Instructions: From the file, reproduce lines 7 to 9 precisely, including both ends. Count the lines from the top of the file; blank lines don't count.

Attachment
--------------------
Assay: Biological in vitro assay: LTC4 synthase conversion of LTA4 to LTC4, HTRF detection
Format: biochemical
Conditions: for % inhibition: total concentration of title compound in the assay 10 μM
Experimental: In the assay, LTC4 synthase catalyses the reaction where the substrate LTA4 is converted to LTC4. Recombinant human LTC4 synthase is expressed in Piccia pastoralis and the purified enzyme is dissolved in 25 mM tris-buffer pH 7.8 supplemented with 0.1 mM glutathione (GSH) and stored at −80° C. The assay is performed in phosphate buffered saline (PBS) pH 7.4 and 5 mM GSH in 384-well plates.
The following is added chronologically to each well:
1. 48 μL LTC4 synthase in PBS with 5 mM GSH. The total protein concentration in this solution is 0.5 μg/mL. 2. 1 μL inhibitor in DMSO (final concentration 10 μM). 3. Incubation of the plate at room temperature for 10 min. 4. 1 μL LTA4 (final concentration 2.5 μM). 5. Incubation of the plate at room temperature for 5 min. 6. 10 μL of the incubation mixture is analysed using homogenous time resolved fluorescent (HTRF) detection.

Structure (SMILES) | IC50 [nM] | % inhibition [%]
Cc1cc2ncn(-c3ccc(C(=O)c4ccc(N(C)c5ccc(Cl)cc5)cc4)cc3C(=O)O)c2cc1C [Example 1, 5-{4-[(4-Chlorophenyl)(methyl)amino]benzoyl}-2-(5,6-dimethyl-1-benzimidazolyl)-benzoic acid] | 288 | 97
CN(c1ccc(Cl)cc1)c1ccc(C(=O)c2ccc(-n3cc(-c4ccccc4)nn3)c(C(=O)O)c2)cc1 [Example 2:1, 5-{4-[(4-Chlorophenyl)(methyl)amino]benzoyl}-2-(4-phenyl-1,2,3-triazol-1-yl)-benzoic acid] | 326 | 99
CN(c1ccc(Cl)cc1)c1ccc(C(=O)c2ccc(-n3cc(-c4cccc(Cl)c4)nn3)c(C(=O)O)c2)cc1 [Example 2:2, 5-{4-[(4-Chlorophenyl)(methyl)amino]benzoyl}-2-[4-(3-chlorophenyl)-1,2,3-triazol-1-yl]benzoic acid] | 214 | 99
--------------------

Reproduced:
Structure (SMILES) | IC50 [nM] | % inhibition [%]
Cc1cc2ncn(-c3ccc(C(=O)c4ccc(N(C)c5ccc(Cl)cc5)cc4)cc3C(=O)O)c2cc1C [Example 1, 5-{4-[(4-Chlorophenyl)(methyl)amino]benzoyl}-2-(5,6-dimethyl-1-benzimidazolyl)-benzoic acid] | 288 | 97
CN(c1ccc(Cl)cc1)c1ccc(C(=O)c2ccc(-n3cc(-c4ccccc4)nn3)c(C(=O)O)c2)cc1 [Example 2:1, 5-{4-[(4-Chlorophenyl)(methyl)amino]benzoyl}-2-(4-phenyl-1,2,3-triazol-1-yl)-benzoic acid] | 326 | 99